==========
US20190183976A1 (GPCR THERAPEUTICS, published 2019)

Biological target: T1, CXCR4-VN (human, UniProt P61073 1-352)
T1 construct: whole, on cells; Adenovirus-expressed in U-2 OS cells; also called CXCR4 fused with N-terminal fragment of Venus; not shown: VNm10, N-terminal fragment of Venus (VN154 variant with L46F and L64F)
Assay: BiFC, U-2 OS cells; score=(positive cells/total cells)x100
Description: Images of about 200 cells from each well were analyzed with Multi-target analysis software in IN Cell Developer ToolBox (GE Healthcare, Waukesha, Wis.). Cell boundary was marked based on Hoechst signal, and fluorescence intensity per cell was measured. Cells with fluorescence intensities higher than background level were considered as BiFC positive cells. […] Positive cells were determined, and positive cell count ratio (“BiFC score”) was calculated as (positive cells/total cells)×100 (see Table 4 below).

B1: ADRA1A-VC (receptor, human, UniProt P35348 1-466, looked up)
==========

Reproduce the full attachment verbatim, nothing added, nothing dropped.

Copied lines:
US20190183976A1 (GPCR THERAPEUTICS, published 2019)

Biological target: T1, CXCR4-VN (human, UniProt P61073 1-352)
T1 construct: whole, on cells; Adenovirus-expressed in U-2 OS cells; also called CXCR4 fused with N-terminal fragment of Venus; not shown: VNm10, N-terminal fragment of Venus (VN154 variant with L46F and L64F)
Assay: BiFC, U-2 OS cells; score=(positive cells/total cells)x100
Description: Images of about 200 cells from each well were analyzed with Multi-target analysis software in IN Cell Developer ToolBox (GE Healthcare, Waukesha, Wis.). Cell boundary was marked based on Hoechst signal, and fluorescence intensity per cell was measured. Cells with fluorescence intensities higher than background level were considered as BiFC positive cells. […] Positive cells were determined, and positive cell count ratio (“BiFC score”) was calculated as (positive cells/total cells)×100 (see Table 4 below).

B1: ADRA1A-VC (receptor, human, UniProt P35348 1-466, looked up)